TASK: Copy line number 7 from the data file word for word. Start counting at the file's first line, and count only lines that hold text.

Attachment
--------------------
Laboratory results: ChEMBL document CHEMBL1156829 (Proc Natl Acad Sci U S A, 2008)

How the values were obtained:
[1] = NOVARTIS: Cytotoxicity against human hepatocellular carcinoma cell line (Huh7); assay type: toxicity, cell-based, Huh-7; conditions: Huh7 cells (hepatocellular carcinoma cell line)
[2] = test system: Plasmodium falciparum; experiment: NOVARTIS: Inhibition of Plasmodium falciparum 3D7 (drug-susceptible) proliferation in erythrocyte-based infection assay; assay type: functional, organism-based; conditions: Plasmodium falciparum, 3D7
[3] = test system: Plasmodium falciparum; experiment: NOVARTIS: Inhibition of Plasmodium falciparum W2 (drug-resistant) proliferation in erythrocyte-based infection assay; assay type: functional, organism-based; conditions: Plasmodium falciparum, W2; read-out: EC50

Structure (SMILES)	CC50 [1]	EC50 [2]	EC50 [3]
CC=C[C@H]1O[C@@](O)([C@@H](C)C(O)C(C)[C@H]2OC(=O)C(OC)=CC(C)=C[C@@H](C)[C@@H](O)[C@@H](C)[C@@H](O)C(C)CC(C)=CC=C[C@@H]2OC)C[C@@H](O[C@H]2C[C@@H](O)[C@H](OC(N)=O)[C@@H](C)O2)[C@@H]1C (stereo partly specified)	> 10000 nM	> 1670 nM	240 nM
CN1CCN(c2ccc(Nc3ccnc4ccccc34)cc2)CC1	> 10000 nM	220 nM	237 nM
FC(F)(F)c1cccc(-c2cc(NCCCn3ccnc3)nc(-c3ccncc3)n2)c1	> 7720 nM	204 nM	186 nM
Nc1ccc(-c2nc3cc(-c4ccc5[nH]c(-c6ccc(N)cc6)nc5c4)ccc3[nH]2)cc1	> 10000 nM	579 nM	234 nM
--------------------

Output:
CC=C[C@H]1O[C@@](O)([C@@H](C)C(O)C(C)[C@H]2OC(=O)C(OC)=CC(C)=C[C@@H](C)[C@@H](O)[C@@H](C)[C@@H](O)C(C)CC(C)=CC=C[C@@H]2OC)C[C@@H](O[C@H]2C[C@@H](O)[C@H](OC(N)=O)[C@@H](C)O2)[C@@H]1C (stereo partly specified)	> 10000 nM	> 1670 nM	240 nM